This weekend my home state held its annual Mississippi Book Festival. I didn’t go. It’s a long way from Denver to Jackson, but my mother gave me a full report. She told me Ellen Gilchrist was super funny and charming at the morning session. No surprise. She told me about young adult author Angie Thomas and the road to publication for her debut The Hate U Give. I can’t wait to read it. And she told me about the powerful speech from Greg Iles. Iles, in case you’ve been living under a rock, is the author of more than a dozen bestselling novels including the acclaimed Natchez Burning trilogy.
Like most thoughtful southerners, Iles has an opinion about the symbols of the Confederacy and their place in the modern world. He expressed those opinions at his panel in Jackson, Mississippi. Let me tell you, it is no easy thing to speak up and speak out in the south. Most southerners pride themselves on being hospitable and having good manners. The images of angry young men shouting and marching with Confederate flags around Confederate statues probably caused a good deal of pearl clutching amongst a certain segment of southern society. It’s just so unseemly to shout and rally. Make no mistake, though, there are plenty of pearl-wearing, church-going southerners who agree with the ideas behind these rallies.
Iles talked about this during his panel at the festival. I can’t quote him, but my mother and I discussed it at length. Iles’s point was that the marchers like the ones in Charlottesville aren’t the people we should be most worried about. The real threat, he warned, comes from a more powerful segment of society. He spoke of women in their forties who quietly bring up their children in all-white neighborhoods and all-white schools, who never shout or express an unpopular opinion. These women vote and they control the money and the hearts of their households. They quietly, politely spread their racism to the next generation and the one after that. I know the women he’s talking about. They look just like me. If we were at a party together, you wouldn’t be able to tell us apart. Hell, I wouldn’t be able to tell us apart. None of us would talk about race or politics. We wouldn’t debate whether statues ought to be torn down or left in place. It isn’t good manners to talk about such things. I have female friends and family members who have never expressed an opinion to me about anything political. I know how they like their tea and which college football team they support, but I couldn’t tell you how they feel about that statue of Robert E. Lee.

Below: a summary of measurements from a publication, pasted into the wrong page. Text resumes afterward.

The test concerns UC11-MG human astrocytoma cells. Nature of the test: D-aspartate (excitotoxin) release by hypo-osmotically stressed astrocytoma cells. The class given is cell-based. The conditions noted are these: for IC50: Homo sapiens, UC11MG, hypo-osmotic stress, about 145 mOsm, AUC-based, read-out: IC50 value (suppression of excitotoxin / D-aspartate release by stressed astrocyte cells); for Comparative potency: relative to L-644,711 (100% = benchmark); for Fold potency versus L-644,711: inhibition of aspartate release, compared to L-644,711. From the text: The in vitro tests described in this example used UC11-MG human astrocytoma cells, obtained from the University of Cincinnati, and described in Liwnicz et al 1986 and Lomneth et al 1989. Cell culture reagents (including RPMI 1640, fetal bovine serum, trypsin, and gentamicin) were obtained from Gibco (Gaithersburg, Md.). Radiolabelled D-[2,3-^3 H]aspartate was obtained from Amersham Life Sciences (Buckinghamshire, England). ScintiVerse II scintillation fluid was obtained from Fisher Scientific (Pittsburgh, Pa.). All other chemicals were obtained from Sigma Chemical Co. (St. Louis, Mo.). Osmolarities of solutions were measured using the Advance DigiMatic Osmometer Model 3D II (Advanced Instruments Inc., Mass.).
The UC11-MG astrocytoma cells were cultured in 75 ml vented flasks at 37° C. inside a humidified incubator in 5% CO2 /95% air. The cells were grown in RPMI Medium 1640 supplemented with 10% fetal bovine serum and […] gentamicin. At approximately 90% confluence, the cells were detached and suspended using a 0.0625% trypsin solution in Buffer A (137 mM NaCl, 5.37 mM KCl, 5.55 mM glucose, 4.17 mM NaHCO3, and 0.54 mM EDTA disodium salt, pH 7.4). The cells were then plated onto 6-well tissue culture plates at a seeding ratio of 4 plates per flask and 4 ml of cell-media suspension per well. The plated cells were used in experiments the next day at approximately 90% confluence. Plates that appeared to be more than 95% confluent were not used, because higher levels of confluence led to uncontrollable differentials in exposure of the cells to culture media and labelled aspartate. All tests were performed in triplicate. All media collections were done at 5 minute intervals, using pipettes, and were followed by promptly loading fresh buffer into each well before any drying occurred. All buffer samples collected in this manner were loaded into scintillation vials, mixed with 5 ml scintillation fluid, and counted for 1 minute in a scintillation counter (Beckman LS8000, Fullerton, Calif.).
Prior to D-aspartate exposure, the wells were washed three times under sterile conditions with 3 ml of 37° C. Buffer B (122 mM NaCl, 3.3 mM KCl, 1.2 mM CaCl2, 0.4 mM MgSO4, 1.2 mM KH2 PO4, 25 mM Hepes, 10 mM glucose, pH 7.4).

It isn’t easy, but we need to talk about these things. We need to denounce racism and make sure the next generation doesn’t grow up believing the whole world is a mirror. We need to break down the insular walls of one family’s values for the greater good of our society’s values. The next generation needs to understand that sometimes Mama is wrong.
After talking with my own right-minded southern Mama, I went searching for a transcript of the session with Greg Iles. I didn’t find one, but I did find a video someone shot from their phone. It’s from the end of the session, well after Iles made his point about matriarchal power. The sound quality is poor and some woman has a coughing fit halfway through, but the speech is worth hearing. Iles talks about the Confederate symbols and how we need to let them go. If you watch this, you’ll hear some enthusiastic applause when he talks about getting rid of the Confederate flag. I know from my mother’s report that there were also people who crossed their arms and sat back in silence. These people, the silent ones, are the dangerous people.
Iles urged Mississippi to take the lead in denouncing the flag and the monuments. He said:
“As a white Mississippian speaking to white Mississippians, let’s don’t be the last ones clinging to the flag and the monuments. Because, folks, we’ve been the last in everything for so long I can’t remember. And if we keep clinging to that crap, we’re going to be last for 75 more years and you might as well just give it up and move away.”
Greg Iles is absolutely right. Southerners, even southerners like me who no longer live in the south, need to be vocal leaders in the fight to rid our country of the hateful racist symbols of a violent and shameful past. Getting rid of flags and monuments doesn’t erase history and it won’t set everything right. But it’s a start.